Periodical Reviews -- By: Anonymous
BSac 144:576 (Oct 87) p. 461
“I Want to Be like Jesus: The Self-Defining Power of Evangelical Hymnody,” Mary G. De Jong, Journal of the American Academy of Religion 54 (1986): 461-93.
“Hymns were probably the most popular and pervasive form of literature in nineteenth century America.” Even those who could not read could learn the lyrics to many of them. One could unabashedly share his testimony by singing the hymns. The hymns animated, soothed, and edified. The responses to these hymns are the subject of De Jong’s study. Her analysis focuses almost entirely on the depiction of masculine and feminine roles—a fact not accurately reflected in the title.
Hymns of the Victorian era departed from the Psalter, the traditional hymnal, and began to focus on the human qualities of Christ. De Jong selected four particularly popular metaphors. They portrayed Christ as Lover, Bosom Companion, Savior, and Captain. She sees the first three as representing the “feminization of deity,” while the last reflected a call for a more “masculine” Christianity.
Christ as lover was distinguishable from Christ as bridegroom. The latter stressed the dominant male, while the former portrayed Christ as gracious and giving—less powerful figure. Christ as bosom companion and friend depicted Christ’s kinship with man. To De Jong the hymns in which Christ’s friendship is said to be beyond that of a brother are indicative of the feminine quality of this metaphor. Christ is portrayed as the one who “comforts, supports, guides, protects, and best of all, listens.” De Jong linked these qualities with femininity. Christ as the Savior waiting at the door was seen by De Jong as conveying a less-than-powerful Sovereign. This she saw as representing a democratic revolt against the Calvinist teachings of an earlier generation.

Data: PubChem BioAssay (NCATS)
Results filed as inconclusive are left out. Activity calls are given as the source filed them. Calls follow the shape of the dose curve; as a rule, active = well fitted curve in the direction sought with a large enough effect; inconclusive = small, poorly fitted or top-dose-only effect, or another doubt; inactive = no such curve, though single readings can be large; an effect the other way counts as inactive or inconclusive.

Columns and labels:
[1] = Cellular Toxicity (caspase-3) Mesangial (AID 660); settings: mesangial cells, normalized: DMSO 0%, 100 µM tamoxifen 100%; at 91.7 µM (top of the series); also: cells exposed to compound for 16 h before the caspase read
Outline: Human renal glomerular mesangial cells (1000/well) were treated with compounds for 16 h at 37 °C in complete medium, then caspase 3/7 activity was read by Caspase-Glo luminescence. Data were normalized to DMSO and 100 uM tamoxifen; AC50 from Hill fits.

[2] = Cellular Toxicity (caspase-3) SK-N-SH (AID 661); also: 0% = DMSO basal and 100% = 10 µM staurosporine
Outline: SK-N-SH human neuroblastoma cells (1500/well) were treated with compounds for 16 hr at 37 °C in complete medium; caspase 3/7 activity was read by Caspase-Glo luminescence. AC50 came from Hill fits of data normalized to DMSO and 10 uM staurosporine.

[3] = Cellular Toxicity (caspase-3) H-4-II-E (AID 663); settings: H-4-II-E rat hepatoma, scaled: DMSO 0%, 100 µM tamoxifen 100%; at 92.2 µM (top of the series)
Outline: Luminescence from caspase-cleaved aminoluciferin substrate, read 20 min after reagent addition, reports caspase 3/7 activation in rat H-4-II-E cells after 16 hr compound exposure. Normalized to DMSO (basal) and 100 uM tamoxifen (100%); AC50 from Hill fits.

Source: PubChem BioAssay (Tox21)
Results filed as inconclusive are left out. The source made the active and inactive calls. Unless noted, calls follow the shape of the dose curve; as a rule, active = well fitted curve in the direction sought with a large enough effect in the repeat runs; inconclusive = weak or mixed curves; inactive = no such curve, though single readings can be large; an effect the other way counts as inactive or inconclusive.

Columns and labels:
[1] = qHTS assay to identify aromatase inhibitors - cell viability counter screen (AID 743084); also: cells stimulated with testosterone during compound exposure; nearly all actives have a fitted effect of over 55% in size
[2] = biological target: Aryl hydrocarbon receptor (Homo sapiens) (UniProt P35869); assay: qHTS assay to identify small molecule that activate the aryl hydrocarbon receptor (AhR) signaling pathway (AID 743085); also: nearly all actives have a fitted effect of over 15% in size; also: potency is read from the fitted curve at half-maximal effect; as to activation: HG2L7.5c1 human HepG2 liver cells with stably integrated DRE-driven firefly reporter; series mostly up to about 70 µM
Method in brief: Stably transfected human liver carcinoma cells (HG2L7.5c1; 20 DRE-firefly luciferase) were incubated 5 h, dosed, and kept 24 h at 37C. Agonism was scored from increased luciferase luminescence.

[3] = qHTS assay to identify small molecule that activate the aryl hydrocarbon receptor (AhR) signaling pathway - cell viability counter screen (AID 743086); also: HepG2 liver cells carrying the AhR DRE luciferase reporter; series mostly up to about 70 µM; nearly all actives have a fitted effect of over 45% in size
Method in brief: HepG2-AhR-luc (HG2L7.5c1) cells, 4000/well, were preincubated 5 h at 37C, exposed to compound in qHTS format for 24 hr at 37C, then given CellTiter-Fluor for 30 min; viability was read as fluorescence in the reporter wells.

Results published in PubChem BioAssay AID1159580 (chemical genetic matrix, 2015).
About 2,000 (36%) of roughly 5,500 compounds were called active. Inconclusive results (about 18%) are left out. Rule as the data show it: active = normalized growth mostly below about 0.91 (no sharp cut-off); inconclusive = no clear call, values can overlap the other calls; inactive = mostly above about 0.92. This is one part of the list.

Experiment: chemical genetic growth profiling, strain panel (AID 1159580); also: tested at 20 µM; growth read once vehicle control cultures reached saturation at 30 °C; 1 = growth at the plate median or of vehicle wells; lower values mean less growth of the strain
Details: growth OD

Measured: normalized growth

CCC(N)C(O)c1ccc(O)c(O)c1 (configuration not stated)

BSac 144:576 (Oct 87) p. 462
By the late 19th century, many preachers and writers were mounting a mild revolution against the weak and overly feminized portrayals of Christ in hymnody. Gospel songs pictured Christ as captain and the Christian life as a battle. They were the resultant musical declaration of the culture’s more masculine roles and characteristics including power, virility, adventure, and even military virtues. Singers were called to more aggressive and heroic roles and to resistance against sin.
De Jong perceives the dichotomy within hymn lyrics as failing to portray Christ adequately as both human and divine. They also reinforced an unbiblical division between male and female (Gal 3:28). They failed to achieve the “elusive ideal of Christian wholeness.” Her analysis should challenge Christians to write and choose their...
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